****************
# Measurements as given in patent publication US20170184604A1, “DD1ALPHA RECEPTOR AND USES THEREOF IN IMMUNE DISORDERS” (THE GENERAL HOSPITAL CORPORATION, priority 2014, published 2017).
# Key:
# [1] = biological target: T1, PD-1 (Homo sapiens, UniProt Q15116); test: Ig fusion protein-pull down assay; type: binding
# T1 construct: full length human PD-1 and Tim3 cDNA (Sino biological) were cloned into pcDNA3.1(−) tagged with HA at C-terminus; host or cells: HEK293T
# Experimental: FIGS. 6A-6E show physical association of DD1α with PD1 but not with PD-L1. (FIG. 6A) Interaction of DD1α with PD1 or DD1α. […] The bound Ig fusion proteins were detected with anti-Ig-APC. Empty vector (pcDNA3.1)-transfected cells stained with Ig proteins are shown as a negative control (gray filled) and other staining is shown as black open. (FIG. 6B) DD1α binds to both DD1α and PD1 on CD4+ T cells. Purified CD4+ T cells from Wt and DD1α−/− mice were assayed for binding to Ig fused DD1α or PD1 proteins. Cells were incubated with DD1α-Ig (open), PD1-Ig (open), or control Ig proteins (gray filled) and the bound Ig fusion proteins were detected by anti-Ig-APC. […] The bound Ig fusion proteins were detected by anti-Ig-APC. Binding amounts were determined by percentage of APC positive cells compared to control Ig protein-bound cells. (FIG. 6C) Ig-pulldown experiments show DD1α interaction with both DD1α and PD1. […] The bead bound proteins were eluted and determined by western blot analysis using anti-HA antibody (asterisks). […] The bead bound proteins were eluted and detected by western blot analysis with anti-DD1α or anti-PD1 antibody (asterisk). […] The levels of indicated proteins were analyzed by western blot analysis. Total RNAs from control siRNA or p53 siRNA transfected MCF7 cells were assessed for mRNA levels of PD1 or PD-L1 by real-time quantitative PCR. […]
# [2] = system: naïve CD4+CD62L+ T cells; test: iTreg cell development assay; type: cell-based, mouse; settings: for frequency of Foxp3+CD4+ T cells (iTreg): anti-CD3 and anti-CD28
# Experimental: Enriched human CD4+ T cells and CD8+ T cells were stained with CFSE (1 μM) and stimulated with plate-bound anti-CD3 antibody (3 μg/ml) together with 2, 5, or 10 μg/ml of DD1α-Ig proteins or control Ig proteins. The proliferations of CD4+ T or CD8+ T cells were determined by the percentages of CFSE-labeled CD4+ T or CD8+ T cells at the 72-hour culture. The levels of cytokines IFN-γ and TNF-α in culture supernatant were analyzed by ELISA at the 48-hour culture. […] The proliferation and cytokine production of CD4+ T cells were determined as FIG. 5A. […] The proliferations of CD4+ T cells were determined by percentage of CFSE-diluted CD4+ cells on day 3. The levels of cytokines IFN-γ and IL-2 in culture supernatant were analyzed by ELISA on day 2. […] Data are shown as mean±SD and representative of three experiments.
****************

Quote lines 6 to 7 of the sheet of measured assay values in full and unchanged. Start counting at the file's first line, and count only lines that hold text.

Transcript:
# [2] = system: naïve CD4+CD62L+ T cells; test: iTreg cell development assay; type: cell-based, mouse; settings: for frequency of Foxp3+CD4+ T cells (iTreg): anti-CD3 and anti-CD28
# Experimental: Enriched human CD4+ T cells and CD8+ T cells were stained with CFSE (1 μM) and stimulated with plate-bound anti-CD3 antibody (3 μg/ml) together with 2, 5, or 10 μg/ml of DD1α-Ig proteins or control Ig proteins. The proliferations of CD4+ T or CD8+ T cells were determined by the percentages of CFSE-labeled CD4+ T or CD8+ T cells at the 72-hour culture. The levels of cytokines IFN-γ and TNF-α in culture supernatant were analyzed by ELISA at the 48-hour culture. […] The proliferation and cytokine production of CD4+ T cells were determined as FIG. 5A. […] The proliferations of CD4+ T cells were determined by percentage of CFSE-diluted CD4+ cells on day 3. The levels of cytokines IFN-γ and IL-2 in culture supernatant were analyzed by ELISA on day 2. […] Data are shown as mean±SD and representative of three experiments.